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dcraven5

Need help with Olympus C-60zoom

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Hi everyone,

 

I am new to diving and even newer to photography and even newer to Wetpixel. I have an Olympus C-60 (which I normally use in Automatic mode) and recently purchased the PT-024 housing for it. I would appreciate any tips or ideas on how to set my camera up to get good quality pictures under water? Can I use the automatic setting or will I have to set things up manually? Will I need a strobe, and if so, is the Sunpak G a good choice for this camera? I don't want to spend a fortune on extra equipment and don't want a huge setup. Thanks in advance and happy diving :blink: !!

 

Doug

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Hi Doug! I'm not a skilled photographer but I will try to do my best with your question :o

 

My advice is: use always manual setting. Out of water a digital camera can work quite fine in automatical setting in many cases, but not in underwater photos. I started taking pictures with muy digital camera 10 months ago - it's an Olympus C-5060 - and from the beginning I used the manual settings. You will notice a great improvement. Most of times, if you shoot in automatical, colors are rare, strange, blue looks not blue but turquoise-green, and the images seem to be flat, with no contrast and poor colors.

 

You can try to set different manual values for the same subject you're shooting, change the values, take many photos from the same thing with diffferent values and see what is the best result. It sounds to be hard but when you have made this for a few dives, you will do it easily!

 

An external strobe is very useful, sure it will improve your pics but maybe you should practise with your camera (is a new element in your hands, somethig new to control) and when you get the hang of your camera, and you really understand what you are doing, go to the next step: buying a strobe. I dont' know that Sunpack G, but maybe another person here can help you.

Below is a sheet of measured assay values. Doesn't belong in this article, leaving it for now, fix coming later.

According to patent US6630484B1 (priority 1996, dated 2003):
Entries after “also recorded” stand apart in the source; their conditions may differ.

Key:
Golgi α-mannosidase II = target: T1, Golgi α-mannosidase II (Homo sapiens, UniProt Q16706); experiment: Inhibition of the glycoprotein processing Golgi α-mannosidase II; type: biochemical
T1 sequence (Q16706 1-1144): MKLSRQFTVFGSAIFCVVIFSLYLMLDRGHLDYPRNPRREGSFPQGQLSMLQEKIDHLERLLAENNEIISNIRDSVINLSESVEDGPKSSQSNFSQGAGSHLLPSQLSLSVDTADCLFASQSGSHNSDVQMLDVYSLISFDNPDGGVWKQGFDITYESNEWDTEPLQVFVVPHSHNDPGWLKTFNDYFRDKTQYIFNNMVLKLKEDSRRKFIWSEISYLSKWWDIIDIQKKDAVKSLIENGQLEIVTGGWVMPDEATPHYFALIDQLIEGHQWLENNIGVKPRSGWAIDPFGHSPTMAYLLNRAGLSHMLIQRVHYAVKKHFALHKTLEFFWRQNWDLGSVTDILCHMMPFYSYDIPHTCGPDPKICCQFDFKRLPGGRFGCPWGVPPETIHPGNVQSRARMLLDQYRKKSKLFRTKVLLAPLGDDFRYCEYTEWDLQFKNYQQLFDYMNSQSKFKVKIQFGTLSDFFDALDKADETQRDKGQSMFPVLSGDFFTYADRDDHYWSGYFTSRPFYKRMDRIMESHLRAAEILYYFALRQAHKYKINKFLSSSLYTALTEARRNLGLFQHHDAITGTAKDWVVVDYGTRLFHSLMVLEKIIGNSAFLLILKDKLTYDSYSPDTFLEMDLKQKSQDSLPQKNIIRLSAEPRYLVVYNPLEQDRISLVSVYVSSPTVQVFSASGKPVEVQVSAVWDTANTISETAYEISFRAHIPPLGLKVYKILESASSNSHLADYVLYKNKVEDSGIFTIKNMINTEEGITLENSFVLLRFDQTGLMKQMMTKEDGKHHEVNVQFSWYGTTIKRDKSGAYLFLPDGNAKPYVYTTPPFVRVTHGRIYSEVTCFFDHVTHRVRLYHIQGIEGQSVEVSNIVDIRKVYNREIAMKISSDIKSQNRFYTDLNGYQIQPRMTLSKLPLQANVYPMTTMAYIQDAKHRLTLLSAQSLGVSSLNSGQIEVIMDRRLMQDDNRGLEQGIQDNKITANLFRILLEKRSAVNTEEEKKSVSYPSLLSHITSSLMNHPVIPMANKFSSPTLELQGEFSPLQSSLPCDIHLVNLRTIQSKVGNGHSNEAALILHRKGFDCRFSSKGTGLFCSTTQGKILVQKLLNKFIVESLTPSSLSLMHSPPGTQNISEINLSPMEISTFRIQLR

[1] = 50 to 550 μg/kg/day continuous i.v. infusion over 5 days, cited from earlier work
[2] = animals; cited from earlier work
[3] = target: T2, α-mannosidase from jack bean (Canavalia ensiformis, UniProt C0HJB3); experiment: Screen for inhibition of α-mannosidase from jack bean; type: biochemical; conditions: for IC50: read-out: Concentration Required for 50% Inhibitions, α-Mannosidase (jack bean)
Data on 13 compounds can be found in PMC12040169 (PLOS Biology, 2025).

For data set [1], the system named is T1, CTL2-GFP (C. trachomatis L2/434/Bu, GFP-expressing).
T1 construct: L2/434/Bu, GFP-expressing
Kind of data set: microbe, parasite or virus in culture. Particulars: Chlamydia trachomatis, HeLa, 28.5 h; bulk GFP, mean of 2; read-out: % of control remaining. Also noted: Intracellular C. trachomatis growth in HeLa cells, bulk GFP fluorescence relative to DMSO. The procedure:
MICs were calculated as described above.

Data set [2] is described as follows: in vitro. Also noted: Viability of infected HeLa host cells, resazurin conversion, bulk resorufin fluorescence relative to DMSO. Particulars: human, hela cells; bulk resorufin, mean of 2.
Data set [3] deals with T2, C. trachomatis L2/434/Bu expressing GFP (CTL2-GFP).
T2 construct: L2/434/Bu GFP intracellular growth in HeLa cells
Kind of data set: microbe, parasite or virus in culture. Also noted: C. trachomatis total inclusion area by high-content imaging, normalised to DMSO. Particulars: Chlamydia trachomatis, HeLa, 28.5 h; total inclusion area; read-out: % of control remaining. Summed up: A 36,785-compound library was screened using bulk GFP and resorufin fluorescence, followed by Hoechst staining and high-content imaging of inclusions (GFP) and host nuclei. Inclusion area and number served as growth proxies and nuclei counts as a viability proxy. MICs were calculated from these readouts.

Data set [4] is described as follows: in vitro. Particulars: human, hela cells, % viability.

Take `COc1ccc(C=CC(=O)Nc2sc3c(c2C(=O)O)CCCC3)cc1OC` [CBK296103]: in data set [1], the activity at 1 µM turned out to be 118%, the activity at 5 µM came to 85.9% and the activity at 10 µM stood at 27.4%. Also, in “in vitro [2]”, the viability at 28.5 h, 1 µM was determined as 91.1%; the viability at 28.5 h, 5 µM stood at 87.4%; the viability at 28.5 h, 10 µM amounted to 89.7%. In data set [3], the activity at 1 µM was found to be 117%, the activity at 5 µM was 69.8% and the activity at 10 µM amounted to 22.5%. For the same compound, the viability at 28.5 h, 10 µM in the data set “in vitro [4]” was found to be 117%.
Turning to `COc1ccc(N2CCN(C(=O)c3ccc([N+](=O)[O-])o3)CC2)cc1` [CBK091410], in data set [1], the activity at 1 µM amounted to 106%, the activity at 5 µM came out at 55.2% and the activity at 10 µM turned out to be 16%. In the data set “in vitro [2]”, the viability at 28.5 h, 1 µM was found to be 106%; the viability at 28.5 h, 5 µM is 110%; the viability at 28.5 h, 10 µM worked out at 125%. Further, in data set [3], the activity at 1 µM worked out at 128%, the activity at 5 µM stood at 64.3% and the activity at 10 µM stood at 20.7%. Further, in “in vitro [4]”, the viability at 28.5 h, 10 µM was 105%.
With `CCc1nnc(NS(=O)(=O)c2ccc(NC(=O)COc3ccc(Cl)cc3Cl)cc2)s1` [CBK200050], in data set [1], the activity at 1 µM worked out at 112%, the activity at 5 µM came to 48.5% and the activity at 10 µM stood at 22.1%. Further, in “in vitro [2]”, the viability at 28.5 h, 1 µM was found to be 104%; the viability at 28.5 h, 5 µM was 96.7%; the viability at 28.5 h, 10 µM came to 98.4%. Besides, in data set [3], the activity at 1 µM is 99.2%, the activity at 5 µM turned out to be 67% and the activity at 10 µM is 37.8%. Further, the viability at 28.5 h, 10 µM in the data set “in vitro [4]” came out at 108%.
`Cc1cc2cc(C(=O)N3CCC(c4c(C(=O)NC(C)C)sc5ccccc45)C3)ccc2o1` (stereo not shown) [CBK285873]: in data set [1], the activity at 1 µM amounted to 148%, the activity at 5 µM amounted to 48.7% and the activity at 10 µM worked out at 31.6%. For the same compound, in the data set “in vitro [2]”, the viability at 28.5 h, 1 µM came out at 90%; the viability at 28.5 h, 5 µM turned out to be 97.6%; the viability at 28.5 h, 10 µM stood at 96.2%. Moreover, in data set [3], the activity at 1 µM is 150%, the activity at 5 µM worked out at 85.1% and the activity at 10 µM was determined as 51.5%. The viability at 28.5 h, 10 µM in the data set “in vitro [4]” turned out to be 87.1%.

Well, theese are some tips that can be useful for you, I'm a beginner too so cannot give you further help, sorry! Anyway, if you have more questions, dont' hesitate to ask :D

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Thanks Ana for your reply. I will play with the manual settings. After all, what good is buying a camera with all these options if I'm not going to explore them. Plus it will give me a reason to dive more often (as if I need any more reasons!!)

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Doug, there are some tips that can be useful for you, I'll try to give you a piece of advice:

 

I'ts a good thing, specially in the beginning, that you take macro and close-up pics. Wide angle is more difficult, and if you start with uwderwater scapes, wide angle scenes, maybe theese first photos won't result as nice as you expect. Many people could feel dull with theese first results. But if you start with macro it's very likely that you get preety shots in a few dives.